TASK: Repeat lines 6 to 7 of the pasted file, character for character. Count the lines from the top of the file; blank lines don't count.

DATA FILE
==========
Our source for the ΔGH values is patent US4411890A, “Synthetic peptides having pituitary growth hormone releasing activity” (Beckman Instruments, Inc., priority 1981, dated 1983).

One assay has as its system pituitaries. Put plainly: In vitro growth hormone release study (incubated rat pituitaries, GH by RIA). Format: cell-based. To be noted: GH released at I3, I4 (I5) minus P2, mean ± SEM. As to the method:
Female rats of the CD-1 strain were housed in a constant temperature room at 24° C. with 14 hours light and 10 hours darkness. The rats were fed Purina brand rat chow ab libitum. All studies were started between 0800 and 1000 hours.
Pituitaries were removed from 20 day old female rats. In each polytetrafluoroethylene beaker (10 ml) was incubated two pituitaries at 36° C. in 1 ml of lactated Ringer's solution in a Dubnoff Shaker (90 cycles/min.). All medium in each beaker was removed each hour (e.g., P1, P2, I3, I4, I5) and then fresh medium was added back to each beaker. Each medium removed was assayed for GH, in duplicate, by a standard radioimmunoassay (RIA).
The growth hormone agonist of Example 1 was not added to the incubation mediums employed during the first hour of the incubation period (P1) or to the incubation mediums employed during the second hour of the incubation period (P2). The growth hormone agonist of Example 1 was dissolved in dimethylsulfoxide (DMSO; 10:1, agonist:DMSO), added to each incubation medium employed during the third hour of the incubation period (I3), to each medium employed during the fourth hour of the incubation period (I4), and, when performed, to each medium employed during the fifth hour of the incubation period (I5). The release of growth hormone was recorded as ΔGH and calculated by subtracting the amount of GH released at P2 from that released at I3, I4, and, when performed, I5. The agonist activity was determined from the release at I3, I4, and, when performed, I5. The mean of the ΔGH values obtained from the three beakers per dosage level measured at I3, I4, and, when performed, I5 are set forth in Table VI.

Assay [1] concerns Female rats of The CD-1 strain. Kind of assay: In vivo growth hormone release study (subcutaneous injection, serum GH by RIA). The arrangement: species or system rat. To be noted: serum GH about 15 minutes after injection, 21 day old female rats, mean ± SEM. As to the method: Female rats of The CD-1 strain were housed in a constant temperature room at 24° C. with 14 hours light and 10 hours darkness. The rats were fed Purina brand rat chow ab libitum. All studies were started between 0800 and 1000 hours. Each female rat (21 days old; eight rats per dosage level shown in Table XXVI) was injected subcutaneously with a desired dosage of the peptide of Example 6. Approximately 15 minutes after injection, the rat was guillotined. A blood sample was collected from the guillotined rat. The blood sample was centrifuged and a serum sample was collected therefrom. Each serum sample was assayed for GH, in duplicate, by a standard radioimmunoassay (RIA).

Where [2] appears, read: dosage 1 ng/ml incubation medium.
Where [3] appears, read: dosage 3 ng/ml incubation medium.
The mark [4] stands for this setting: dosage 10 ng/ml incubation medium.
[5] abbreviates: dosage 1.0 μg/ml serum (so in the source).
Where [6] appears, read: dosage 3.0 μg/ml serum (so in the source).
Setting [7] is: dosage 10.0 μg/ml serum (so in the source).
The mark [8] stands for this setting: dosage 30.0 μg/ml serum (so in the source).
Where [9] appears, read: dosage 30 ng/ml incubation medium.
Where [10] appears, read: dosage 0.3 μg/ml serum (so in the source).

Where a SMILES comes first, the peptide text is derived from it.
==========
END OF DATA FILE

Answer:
Assay [1] concerns Female rats of The CD-1 strain. Kind of assay: In vivo growth hormone release study (subcutaneous injection, serum GH by RIA). The arrangement: species or system rat. To be noted: serum GH about 15 minutes after injection, 21 day old female rats, mean ± SEM. As to the method: Female rats of The CD-1 strain were housed in a constant temperature room at 24° C. with 14 hours light and 10 hours darkness. The rats were fed Purina brand rat chow ab libitum. All studies were started between 0800 and 1000 hours. Each female rat (21 days old; eight rats per dosage level shown in Table XXVI) was injected subcutaneously with a desired dosage of the peptide of Example 6. Approximately 15 minutes after injection, the rat was guillotined. A blood sample was collected from the guillotined rat. The blood sample was centrifuged and a serum sample was collected therefrom. Each serum sample was assayed for GH, in duplicate, by a standard radioimmunoassay (RIA).

Where [2] appears, read: dosage 1 ng/ml incubation medium.